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New Study Links Artificial Sweeteners to Heart Attack and Blood Clots

New Study Links Artificial Sweeteners to Heart Attack and Blood Clots

Sugar substitutes have been a controversial topic for years but little is known about the long-term effects these substitutes have on our cardiovascular health. A new study finds direct correlation between erythritol, a sugar substitute found in many reduced-sugar products, and blood clots, stroke, heart attack and death in those with preexisting risk factors for heart disease.

The study analyzed data from thousands of blood samples collected in the U.S. and Europe over a 14-year period in people who were at risk of heart disease. Researchers found that individuals at higher risk for heart disease because of factors like high blood pressure, diabetes, obesity and smoking who had the highest level of erythritol in their system were twice as likely to develop a blood clot, stroke, heart attack, or even die.

Artificial sweeteners are commonly used in soft drinks and processed foods, and Erythritol is found in zero-sugar products like Splenda and Truvia and some monk fruit sweeteners. Erythritol specifically has been marketed as a heart-healthy sugar substitute given its low calorie content and insignificant impact on blood glucose and insulin levels.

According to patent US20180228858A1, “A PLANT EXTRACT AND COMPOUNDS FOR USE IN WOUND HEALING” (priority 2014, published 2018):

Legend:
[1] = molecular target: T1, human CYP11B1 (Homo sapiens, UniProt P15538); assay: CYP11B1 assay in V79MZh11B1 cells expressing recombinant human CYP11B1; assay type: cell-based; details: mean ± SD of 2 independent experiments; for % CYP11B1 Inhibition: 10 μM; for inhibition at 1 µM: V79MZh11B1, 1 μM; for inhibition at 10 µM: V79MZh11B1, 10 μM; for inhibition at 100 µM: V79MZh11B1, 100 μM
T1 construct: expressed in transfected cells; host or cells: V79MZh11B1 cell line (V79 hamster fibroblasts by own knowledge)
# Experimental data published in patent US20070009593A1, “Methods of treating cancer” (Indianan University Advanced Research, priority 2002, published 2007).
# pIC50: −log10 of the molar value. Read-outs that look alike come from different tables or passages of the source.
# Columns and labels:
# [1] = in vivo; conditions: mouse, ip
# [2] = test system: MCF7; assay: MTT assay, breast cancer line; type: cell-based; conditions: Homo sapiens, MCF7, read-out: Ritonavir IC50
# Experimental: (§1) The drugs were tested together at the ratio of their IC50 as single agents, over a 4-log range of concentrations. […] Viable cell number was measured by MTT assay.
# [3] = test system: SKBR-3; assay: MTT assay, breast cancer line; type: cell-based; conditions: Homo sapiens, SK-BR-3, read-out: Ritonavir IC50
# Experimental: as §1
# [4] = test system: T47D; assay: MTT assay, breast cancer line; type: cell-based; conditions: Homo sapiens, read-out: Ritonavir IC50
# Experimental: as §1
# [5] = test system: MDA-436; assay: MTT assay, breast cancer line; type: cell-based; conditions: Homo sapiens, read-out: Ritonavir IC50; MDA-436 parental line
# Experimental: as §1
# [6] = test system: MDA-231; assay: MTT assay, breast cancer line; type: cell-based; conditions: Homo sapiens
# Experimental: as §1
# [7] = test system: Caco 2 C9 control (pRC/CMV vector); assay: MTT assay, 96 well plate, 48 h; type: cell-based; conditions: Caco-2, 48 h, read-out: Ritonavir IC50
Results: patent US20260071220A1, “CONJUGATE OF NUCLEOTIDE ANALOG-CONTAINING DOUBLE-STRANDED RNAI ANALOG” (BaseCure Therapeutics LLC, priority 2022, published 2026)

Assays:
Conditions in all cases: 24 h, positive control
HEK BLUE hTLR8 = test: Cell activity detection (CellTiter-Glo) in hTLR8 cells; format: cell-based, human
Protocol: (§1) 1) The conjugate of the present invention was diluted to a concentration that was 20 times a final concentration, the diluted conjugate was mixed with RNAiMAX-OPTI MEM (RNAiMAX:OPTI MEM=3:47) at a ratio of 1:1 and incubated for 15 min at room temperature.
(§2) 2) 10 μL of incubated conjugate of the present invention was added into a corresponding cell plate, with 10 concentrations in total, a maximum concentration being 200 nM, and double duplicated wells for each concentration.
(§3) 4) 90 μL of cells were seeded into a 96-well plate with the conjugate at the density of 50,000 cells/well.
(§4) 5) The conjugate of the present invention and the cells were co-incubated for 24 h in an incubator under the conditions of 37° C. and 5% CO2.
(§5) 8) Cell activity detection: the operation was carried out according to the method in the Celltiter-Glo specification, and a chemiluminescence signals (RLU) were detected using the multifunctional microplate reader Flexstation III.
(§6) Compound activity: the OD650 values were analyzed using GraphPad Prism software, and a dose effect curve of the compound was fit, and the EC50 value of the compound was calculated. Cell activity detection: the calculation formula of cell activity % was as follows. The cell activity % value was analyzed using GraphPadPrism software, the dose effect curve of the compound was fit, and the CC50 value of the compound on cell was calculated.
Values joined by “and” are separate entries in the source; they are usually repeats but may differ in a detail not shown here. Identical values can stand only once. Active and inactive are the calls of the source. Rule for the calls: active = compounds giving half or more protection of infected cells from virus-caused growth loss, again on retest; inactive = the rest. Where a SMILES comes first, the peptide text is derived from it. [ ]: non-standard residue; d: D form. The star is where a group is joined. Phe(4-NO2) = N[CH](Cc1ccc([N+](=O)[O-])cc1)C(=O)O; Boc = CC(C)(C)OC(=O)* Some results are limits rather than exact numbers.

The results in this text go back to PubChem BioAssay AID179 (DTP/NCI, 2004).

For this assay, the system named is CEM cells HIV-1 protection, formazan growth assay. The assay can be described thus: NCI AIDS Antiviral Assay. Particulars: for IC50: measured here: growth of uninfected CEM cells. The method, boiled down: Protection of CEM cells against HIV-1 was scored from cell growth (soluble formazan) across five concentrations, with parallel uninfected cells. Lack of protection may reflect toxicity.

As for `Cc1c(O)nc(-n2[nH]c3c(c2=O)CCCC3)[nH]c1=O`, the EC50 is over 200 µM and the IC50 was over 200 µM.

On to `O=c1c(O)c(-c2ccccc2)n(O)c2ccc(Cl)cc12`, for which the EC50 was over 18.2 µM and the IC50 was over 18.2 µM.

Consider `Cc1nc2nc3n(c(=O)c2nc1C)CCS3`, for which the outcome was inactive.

Erythritol is produced by fermenting corn and is almost 70% as sweet as sugar with a similar taste, feel and texture making it an ideal sugar substitute to table sugar. The body lacks the ability to break down erythritol as it doesn’t have the enzymes needed. Instead, it goes into the bloodstream and is eventually flushed out.

It is important to note that because sweeteners like erythritol appear naturally, they have minimal requirements to pass through the regulatory process. The FDA currently classifies erythritol as “Generally Recognized As Safe” (GRAS) which means that a chemical or substance added to food is considered safe when used the way it was designed.

While much more research needs to be done on the impact of these sweeteners on health, they should be used sparingly and with caution due to the mounting evidence that long-term use of sugar substitutes can be bad for your health, especially in those with preexisting risk factors for heart disease. A well-balanced diet full of fresh, natural food can help reduce the risk of exposure to harmful chemical additives like artificial sweeteners.